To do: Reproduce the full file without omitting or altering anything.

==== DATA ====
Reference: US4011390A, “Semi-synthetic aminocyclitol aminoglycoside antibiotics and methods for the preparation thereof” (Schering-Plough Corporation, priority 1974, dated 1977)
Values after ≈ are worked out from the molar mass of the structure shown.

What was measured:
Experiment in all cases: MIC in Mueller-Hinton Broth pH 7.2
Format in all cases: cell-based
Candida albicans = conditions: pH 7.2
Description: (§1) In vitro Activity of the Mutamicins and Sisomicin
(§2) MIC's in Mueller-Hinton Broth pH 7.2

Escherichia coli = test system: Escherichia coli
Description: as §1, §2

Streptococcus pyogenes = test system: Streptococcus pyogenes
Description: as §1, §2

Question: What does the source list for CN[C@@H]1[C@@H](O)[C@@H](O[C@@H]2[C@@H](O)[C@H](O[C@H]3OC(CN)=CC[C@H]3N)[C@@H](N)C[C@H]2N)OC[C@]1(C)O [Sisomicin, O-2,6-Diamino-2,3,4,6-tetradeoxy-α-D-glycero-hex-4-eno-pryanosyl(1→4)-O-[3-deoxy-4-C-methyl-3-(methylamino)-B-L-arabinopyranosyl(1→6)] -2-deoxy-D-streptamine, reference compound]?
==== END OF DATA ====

Reference: US4011390A, “Semi-synthetic aminocyclitol aminoglycoside antibiotics and methods for the preparation thereof” (Schering-Plough Corporation, priority 1974, dated 1977)
Values after ≈ are worked out from the molar mass of the structure shown.

What was measured:
Experiment in all cases: MIC in Mueller-Hinton Broth pH 7.2
Format in all cases: cell-based
Candida albicans = conditions: pH 7.2
Description: (§1) In vitro Activity of the Mutamicins and Sisomicin
(§2) MIC's in Mueller-Hinton Broth pH 7.2

Escherichia coli = test system: Escherichia coli
Description: as §1, §2

Streptococcus pyogenes = test system: Streptococcus pyogenes
Description: as §1, §2

Question: What does the source list for CN[C@@H]1[C@@H](O)[C@@H](O[C@@H]2[C@@H](O)[C@H](O[C@H]3OC(CN)=CC[C@H]3N)[C@@H](N)C[C@H]2N)OC[C@]1(C)O [Sisomicin, O-2,6-Diamino-2,3,4,6-tetradeoxy-α-D-glycero-hex-4-eno-pryanosyl(1→4)-O-[3-deoxy-4-C-methyl-3-(methylamino)-B-L-arabinopyranosyl(1→6)] -2-deoxy-D-streptamine, reference compound]?